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Let $\Omega$ be a domain in $\mathbb{C}^n$. Let $\mathbb{D}$ denote the open unit disc in $\mathbb{C}$. Let $C_b(\Omega)$ and $C_b(\mathbb{D})$ denote the space of all bounded continuous complex valued functions on $\Omega$ and $\mathbb{D}$ respectively.

Let $T:C_b(\Omega)\longrightarrow C_b(\mathbb{D})$ be a positive linear operator which is unital.

Suppose $f\in C_b(\Omega)$ be such that $f(z)\neq 0$ for any $z\in \Omega$. Will it imply that $Tf(y)\neq 0$ for every $y\in\mathbb{D}$?

If not then under what additional conditions will $T$ satisfy this property?

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No, this already fails for linear functionals. For instance, let $\zeta \in \beta \mathbb{D} \setminus \mathbb{D}$, where $\beta \mathbb{D}$ is the Stone-Cech compactification. Then $f \mapsto f(\zeta)$ is a positive unital map (even multiplicative) from $C_b(\mathbb{D})$ into $\mathbb{C}$, and any function in $C_b(\mathbb{D})$ which is nonzero on $\mathbb{D}$ but vanishes on the boundary will then be a counterexample. (You can easily modify this to go into $C_b(\mathbb{D})$ by identifying $\mathbb{C}$ with the constant functions.)

I don't think there will be any good condition which guarantees the result you want.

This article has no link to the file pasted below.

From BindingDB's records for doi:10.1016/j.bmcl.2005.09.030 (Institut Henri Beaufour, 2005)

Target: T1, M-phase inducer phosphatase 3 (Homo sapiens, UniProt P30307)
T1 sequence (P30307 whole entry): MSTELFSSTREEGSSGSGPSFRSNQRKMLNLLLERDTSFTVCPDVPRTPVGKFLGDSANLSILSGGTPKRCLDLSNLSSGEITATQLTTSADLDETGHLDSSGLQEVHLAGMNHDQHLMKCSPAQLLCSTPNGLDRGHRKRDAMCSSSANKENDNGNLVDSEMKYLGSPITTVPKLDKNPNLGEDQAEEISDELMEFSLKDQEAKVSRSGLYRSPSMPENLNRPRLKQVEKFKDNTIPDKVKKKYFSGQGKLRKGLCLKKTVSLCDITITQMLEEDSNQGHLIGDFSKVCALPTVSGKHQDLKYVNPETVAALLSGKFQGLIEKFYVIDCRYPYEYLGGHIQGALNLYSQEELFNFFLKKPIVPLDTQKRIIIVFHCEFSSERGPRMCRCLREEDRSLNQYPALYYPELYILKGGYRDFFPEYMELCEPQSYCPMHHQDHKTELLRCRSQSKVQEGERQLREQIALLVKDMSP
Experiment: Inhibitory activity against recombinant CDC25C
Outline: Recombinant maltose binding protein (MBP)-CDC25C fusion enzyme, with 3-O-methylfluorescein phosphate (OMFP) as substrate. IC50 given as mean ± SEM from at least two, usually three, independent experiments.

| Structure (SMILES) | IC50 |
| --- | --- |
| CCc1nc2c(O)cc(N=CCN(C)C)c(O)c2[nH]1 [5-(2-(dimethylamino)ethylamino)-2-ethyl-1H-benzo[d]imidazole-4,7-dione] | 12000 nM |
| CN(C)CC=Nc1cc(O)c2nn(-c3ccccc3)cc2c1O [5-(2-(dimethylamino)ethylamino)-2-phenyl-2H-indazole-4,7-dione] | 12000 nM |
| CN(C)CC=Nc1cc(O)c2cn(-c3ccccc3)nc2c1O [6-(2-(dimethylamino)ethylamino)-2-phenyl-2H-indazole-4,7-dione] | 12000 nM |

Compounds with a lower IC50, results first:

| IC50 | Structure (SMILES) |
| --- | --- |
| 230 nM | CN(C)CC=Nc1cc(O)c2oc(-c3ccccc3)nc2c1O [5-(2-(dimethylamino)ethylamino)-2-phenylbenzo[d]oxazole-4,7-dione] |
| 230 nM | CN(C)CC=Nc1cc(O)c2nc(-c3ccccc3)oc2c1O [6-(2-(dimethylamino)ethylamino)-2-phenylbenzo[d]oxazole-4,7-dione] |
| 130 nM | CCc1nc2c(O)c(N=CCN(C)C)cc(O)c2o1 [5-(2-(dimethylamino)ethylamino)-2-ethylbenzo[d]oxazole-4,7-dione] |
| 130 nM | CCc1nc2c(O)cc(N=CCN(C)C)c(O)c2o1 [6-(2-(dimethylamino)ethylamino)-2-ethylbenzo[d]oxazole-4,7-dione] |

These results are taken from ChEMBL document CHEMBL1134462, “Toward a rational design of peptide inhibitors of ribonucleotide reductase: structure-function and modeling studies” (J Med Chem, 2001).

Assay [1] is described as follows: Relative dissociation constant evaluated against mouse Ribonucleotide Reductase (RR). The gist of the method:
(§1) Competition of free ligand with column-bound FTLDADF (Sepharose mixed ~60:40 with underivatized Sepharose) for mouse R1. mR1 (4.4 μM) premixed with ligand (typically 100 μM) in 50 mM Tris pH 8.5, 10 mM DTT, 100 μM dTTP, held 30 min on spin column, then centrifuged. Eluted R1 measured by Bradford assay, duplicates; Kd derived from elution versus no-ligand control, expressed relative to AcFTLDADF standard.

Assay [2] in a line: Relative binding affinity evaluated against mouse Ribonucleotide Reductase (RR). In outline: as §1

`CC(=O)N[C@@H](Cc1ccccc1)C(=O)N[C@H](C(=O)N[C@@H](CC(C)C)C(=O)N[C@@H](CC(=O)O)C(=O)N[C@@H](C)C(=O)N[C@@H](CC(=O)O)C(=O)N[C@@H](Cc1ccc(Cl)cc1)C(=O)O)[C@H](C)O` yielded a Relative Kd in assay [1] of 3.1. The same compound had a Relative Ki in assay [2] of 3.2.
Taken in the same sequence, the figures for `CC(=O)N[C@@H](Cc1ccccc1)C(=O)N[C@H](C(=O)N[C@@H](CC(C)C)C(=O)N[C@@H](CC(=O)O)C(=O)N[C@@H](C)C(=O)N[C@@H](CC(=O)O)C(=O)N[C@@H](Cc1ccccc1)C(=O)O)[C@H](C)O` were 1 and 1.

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Nik Weaver has already explained in his answer that this does not hold, in general. On the positive side, here is a sufficient condition for the implication to be true:

Proposition. Let $\Omega_1, \Omega_2$ be topological spaces and let $T: C_b(\Omega_1) \to C_b(\Omega_2)$ be a positive linear operator such that $T1 = 1$. Suppose in addition that $T$ has the following continuity property:

$(*)$ If a sequence $(g_n) \subseteq C_b(\Omega_1)$ is bounded in supremum norm and converges pointwise to $g \in C_b(\Omega_1)$, then $(Tg_n)$ converges pointwise to $Tg$.

Then $Tf$ has no zeros whenever $0 \le f \in C_b(\Omega_1)$ has no zeros.

Proof. Assume that $0 \le f \in C_b(\Omega_1)$ has no zeros. Then $(nf) \land 1$ converges pointwise to $1$ as $n \to \infty$. Hence, $T\big((nf) \land 1\big)$ converges pointwise to $T1 = 1$ as $n \to \infty$. But we have $$ nTf \ge T\big((nf) \land 1\big) $$ for each $n$, so $Tf$ cannot be $0$ at any point of $\Omega_2$. qed

Remark 1. In the statement (and proof) of the proposition, the function $1$ can be replaced with any other function $0 \le h \in C_b(\Omega_1)$ that does not have any zeros.

Remark 2. The continuity condition $(*)$ is much more common than one might, maybe, expect at first glance: it is satisfied for all transition operators that are given by measurable transition kernels (a class of operators which occurs frequently in stochastic analysis).

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